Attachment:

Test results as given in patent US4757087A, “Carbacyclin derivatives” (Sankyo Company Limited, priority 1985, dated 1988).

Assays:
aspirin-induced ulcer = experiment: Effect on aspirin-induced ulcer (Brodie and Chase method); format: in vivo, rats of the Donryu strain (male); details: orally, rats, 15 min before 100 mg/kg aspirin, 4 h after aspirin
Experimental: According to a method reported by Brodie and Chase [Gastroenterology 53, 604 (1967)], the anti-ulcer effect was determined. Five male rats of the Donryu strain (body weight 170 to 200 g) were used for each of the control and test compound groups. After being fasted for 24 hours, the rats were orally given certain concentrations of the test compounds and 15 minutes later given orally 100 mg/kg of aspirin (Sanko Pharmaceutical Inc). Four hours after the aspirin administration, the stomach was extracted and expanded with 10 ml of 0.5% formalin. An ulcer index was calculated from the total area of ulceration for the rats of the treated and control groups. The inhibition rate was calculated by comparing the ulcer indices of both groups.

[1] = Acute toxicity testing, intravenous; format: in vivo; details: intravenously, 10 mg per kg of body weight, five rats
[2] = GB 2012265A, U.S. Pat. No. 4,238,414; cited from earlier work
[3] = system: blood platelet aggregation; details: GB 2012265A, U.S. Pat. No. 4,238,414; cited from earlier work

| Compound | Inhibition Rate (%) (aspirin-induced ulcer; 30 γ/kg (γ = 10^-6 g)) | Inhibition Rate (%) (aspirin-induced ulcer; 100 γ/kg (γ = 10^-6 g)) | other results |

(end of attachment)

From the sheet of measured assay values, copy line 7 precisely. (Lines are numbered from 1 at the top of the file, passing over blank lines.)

[3] = system: blood platelet aggregation; details: GB 2012265A, U.S. Pat. No. 4,238,414; cited from earlier work